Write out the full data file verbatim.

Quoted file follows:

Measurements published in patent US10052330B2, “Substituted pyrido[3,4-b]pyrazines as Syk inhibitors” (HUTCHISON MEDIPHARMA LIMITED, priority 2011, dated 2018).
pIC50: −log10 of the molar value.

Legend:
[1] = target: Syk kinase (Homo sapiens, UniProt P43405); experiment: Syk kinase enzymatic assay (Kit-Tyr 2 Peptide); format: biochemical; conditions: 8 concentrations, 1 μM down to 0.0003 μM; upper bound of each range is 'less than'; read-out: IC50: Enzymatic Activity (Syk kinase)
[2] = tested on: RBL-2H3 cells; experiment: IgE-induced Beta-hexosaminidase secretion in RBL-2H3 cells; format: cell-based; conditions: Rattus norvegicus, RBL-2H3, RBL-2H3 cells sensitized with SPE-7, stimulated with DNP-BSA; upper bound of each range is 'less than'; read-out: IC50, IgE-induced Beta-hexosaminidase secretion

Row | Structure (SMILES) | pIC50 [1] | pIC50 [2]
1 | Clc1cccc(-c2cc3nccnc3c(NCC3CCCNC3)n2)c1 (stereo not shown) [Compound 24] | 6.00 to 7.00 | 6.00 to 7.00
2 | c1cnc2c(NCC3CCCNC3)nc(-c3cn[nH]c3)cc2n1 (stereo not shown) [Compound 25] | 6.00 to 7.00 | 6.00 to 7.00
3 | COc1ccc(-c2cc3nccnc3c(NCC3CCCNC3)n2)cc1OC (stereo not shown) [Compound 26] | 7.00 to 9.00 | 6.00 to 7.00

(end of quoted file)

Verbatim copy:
Measurements published in patent US10052330B2, “Substituted pyrido[3,4-b]pyrazines as Syk inhibitors” (HUTCHISON MEDIPHARMA LIMITED, priority 2011, dated 2018).
pIC50: −log10 of the molar value.

Legend:
[1] = target: Syk kinase (Homo sapiens, UniProt P43405); experiment: Syk kinase enzymatic assay (Kit-Tyr 2 Peptide); format: biochemical; conditions: 8 concentrations, 1 μM down to 0.0003 μM; upper bound of each range is 'less than'; read-out: IC50: Enzymatic Activity (Syk kinase)
[2] = tested on: RBL-2H3 cells; experiment: IgE-induced Beta-hexosaminidase secretion in RBL-2H3 cells; format: cell-based; conditions: Rattus norvegicus, RBL-2H3, RBL-2H3 cells sensitized with SPE-7, stimulated with DNP-BSA; upper bound of each range is 'less than'; read-out: IC50, IgE-induced Beta-hexosaminidase secretion

Row | Structure (SMILES) | pIC50 [1] | pIC50 [2]
1 | Clc1cccc(-c2cc3nccnc3c(NCC3CCCNC3)n2)c1 (stereo not shown) [Compound 24] | 6.00 to 7.00 | 6.00 to 7.00
2 | c1cnc2c(NCC3CCCNC3)nc(-c3cn[nH]c3)cc2n1 (stereo not shown) [Compound 25] | 6.00 to 7.00 | 6.00 to 7.00
3 | COc1ccc(-c2cc3nccnc3c(NCC3CCCNC3)n2)cc1OC (stereo not shown) [Compound 26] | 7.00 to 9.00 | 6.00 to 7.00